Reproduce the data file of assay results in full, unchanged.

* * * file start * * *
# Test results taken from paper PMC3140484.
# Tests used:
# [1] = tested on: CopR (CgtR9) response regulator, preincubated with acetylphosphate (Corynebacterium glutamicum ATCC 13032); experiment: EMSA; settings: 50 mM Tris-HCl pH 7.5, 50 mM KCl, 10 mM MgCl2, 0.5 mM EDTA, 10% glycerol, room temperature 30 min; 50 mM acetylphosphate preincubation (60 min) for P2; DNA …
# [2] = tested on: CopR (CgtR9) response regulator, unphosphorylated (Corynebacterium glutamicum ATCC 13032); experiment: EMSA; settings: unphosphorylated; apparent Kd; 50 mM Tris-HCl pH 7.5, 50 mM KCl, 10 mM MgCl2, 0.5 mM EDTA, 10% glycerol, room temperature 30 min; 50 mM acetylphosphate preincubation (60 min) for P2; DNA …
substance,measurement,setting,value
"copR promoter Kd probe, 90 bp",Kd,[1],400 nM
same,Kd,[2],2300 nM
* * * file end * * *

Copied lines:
# Test results taken from paper PMC3140484.
# Tests used:
# [1] = tested on: CopR (CgtR9) response regulator, preincubated with acetylphosphate (Corynebacterium glutamicum ATCC 13032); experiment: EMSA; settings: 50 mM Tris-HCl pH 7.5, 50 mM KCl, 10 mM MgCl2, 0.5 mM EDTA, 10% glycerol, room temperature 30 min; 50 mM acetylphosphate preincubation (60 min) for P2; DNA …
# [2] = tested on: CopR (CgtR9) response regulator, unphosphorylated (Corynebacterium glutamicum ATCC 13032); experiment: EMSA; settings: unphosphorylated; apparent Kd; 50 mM Tris-HCl pH 7.5, 50 mM KCl, 10 mM MgCl2, 0.5 mM EDTA, 10% glycerol, room temperature 30 min; 50 mM acetylphosphate preincubation (60 min) for P2; DNA …
substance,measurement,setting,value
"copR promoter Kd probe, 90 bp",Kd,[1],400 nM
same,Kd,[2],2300 nM